UroToday - A study by Dr. Jason Kim et al. evaluated the epidemiological characteristics of clostridium difficile infections in hospitalized children. They identified almost 5,000 patients with C difficile-associated disease. They found that the annual incidence of the disease increased as well as the number of cases per inpatient days. Over two-thirds of these patients had underlying chronic medical conditions.

In their study, although the incidence was rising, the overall morbidity and mortality did not increase during the study timeframe. One of the more difficult aspects of C diff infections is the diagnosis. Some children present with either just a fever or vague abdominal pain as their only symptomatology. As we are becoming more aware of C diff and its associated symptoms, our diagnostic capabilities have improved. I always wonder if this is part of the increased incidence that we are seeing. Is it truly an incidence in the rise of C diff itself or is it because we are becoming more attuned with the diagnosis?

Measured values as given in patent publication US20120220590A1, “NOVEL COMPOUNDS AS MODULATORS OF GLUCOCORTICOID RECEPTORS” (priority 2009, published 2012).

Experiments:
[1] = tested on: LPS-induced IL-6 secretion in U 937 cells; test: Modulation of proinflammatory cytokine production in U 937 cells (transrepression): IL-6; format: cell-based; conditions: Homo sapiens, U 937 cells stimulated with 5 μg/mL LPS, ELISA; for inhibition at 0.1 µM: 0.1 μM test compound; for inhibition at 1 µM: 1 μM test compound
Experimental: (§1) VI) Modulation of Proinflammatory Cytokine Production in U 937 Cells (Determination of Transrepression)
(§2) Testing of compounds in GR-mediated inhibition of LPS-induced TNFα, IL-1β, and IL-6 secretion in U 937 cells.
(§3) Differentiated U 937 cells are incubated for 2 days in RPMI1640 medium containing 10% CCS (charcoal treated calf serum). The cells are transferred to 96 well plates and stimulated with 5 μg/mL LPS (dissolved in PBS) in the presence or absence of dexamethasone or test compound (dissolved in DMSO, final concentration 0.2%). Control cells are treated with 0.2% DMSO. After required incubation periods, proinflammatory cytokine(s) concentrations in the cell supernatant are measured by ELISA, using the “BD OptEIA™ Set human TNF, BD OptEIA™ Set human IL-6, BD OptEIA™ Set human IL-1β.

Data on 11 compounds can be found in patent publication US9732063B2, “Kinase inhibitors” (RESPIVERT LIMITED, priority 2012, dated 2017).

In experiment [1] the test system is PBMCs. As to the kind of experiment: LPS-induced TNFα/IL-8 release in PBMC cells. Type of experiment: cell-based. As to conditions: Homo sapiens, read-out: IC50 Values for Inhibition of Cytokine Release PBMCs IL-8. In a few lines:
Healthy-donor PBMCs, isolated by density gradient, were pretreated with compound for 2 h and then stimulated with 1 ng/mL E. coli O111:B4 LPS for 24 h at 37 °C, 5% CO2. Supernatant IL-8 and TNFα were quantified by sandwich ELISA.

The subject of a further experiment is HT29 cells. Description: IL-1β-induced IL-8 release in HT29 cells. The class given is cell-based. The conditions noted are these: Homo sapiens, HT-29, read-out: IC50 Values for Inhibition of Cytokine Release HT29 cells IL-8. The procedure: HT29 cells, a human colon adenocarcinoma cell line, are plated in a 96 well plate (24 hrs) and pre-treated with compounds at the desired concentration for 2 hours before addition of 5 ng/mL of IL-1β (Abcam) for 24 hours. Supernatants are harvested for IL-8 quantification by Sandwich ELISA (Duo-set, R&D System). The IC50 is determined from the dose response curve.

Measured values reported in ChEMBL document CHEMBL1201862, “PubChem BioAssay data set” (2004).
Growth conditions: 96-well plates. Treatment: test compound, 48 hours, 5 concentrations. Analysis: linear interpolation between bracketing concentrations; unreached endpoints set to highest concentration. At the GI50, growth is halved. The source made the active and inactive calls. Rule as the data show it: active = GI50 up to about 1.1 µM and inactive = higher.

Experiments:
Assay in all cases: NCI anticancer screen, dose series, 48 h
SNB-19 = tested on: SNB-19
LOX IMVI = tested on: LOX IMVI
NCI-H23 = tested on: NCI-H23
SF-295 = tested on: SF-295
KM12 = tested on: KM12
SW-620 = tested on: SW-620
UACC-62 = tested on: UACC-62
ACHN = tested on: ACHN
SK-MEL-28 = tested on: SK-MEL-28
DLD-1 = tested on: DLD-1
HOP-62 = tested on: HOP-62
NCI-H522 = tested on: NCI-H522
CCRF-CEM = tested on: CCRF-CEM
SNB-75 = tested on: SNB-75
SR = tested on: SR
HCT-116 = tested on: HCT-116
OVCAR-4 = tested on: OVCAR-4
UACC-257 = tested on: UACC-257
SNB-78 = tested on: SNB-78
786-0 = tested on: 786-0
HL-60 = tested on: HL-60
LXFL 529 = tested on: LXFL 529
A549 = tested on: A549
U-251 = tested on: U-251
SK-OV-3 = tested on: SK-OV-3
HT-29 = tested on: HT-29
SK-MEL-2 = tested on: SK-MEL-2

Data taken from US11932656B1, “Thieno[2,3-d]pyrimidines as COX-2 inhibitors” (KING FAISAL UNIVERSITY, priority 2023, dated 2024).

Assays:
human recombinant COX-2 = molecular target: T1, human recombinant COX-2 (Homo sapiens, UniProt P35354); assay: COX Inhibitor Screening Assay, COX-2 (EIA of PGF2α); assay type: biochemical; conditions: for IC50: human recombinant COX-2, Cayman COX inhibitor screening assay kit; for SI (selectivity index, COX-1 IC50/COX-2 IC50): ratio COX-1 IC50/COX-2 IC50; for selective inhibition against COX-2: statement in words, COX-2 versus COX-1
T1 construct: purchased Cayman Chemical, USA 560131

It is important, especially in our surgical patients who receive antibiotic therapy, that the diagnosis of C diff always be in the differential diagnosis, especially when the children are not behaving as they should after a surgical intervention.

Kim J, Smathers SA, Prasad P, Leckerman KH, Coffin S, Zaoutis T
Pediatrics. 2008 Dec;122(6):1266-70.
doi:10.1542/peds.2008-0469

UroToday Medical Editor Pasquale Casale, MD

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